The course outlines Multi-Site DR Option as Active/Standby. This is incorrect, as in this option we do route portion of the traffic to AWS and it’s an Active/Active Scenario based on Route 53 weighted routing.
I disagree with your assertion that Multi-Site DR is considered Active/Active. Multi-site DR as I explain in the video can either be actively accepting load or can be just resources waiting to accept load. Specifically I call out using Route 53 health checks to determine if we need to fail over. There is no requirement to have traffic going to multiple sites in order for an architecture to be considered multi-site and multi-site architectures are not automatically active/active.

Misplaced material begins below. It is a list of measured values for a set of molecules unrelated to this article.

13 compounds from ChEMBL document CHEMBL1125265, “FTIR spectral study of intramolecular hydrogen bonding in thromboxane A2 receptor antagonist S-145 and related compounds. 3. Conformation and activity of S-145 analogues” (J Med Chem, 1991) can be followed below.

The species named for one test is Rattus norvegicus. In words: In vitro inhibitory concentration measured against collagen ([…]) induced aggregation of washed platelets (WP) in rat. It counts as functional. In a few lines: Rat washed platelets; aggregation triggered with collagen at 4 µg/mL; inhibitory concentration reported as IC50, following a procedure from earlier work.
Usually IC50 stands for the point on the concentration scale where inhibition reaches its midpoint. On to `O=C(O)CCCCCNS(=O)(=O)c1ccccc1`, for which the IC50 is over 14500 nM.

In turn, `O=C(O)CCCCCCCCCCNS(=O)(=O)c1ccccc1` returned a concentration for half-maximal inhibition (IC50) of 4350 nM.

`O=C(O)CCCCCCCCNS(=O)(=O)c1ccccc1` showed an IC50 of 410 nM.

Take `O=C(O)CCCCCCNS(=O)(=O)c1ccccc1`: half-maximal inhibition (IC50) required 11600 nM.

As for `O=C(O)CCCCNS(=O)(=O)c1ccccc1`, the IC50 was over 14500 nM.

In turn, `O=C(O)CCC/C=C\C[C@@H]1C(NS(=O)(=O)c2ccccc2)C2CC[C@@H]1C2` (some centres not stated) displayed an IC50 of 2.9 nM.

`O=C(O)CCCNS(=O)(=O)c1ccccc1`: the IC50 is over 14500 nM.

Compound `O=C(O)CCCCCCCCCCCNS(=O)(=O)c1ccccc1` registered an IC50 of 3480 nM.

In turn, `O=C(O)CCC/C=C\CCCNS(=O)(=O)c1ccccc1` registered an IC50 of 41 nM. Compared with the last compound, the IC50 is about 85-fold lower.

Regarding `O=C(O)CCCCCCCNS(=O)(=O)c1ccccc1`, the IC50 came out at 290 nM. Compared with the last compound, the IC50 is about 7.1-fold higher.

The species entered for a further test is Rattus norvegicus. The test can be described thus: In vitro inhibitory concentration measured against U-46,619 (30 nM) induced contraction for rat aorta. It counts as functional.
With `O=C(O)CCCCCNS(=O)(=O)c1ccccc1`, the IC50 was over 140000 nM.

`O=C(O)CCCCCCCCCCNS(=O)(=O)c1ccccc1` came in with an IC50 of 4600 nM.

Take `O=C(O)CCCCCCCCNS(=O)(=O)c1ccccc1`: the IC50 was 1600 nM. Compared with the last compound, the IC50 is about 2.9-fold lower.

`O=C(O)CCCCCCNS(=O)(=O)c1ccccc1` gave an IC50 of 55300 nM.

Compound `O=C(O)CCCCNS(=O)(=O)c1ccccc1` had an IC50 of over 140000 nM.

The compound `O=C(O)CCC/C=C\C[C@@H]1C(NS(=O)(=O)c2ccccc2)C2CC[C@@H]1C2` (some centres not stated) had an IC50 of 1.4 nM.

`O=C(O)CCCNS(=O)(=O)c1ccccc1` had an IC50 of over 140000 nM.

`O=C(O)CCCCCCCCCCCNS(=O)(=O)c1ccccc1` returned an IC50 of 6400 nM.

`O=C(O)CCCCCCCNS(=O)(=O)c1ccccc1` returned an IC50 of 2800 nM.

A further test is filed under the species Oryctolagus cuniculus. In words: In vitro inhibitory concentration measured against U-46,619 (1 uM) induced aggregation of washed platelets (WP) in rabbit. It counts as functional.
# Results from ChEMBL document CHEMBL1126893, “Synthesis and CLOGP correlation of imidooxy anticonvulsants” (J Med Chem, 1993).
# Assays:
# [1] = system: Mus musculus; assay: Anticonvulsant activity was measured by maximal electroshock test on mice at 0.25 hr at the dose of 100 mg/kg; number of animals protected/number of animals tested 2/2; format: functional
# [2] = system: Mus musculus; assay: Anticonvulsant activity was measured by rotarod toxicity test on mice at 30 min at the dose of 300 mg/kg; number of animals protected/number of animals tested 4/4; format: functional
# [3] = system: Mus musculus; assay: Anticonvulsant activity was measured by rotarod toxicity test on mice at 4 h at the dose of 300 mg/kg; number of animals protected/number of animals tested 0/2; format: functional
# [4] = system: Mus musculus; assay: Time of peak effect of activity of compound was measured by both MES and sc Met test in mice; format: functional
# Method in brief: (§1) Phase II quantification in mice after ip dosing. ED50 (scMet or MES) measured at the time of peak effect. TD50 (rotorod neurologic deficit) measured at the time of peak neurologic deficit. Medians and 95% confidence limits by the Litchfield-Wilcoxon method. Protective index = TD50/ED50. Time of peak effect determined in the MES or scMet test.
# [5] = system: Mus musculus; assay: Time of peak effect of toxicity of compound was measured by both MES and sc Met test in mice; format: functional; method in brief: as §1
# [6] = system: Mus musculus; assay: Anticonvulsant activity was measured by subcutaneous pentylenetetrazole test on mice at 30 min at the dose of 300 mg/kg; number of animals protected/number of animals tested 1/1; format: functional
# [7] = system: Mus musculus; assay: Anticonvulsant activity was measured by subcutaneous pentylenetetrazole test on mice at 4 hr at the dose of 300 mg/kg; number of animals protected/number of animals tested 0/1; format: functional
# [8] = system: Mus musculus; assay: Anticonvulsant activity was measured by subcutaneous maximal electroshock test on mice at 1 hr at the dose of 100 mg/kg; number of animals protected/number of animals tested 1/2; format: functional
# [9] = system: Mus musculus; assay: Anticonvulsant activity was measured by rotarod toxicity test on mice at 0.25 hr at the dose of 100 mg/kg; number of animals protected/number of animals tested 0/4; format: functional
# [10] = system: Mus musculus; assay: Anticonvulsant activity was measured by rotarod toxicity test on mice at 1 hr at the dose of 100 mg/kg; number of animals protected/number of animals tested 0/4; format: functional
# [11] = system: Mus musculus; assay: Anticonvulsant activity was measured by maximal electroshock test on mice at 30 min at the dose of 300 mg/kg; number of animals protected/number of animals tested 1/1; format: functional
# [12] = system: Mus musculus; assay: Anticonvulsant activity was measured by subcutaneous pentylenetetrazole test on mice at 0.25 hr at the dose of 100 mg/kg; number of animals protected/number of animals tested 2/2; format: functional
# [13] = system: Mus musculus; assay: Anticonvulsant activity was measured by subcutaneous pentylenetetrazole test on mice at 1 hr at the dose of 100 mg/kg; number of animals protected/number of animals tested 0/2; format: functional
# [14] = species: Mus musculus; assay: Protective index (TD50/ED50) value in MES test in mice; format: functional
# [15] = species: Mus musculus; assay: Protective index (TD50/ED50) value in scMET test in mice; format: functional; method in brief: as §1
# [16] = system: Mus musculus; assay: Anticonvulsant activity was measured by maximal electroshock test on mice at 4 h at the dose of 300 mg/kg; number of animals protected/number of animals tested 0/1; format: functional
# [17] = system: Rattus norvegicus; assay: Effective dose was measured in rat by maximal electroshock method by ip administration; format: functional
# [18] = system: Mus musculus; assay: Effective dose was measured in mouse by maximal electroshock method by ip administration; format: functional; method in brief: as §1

I see Scott’s point in having a Multi-Site in active/standby in the real world. Especially if we are talking about just "multi-site architecture". But I do have to agree with vsreddykallur’s on this in the context of the certification and disaster recovery.
According to the AWS Disaster Recovery whitepaper they explicitly state that "A multi-site solution runs in AWS as well as on your existing on-site infrastructure, in an active-active configuration". It also states that it is generally achieved with Route 53 with weighted routing.
The Warm Standby is defined as active / standby, as in not-active-for-prod environment. That is then quickly scaled (preferably automatically and horizontally) to receive production loads, and that is then failovered with Route 53 health checks. Just like Scott goes over in the video.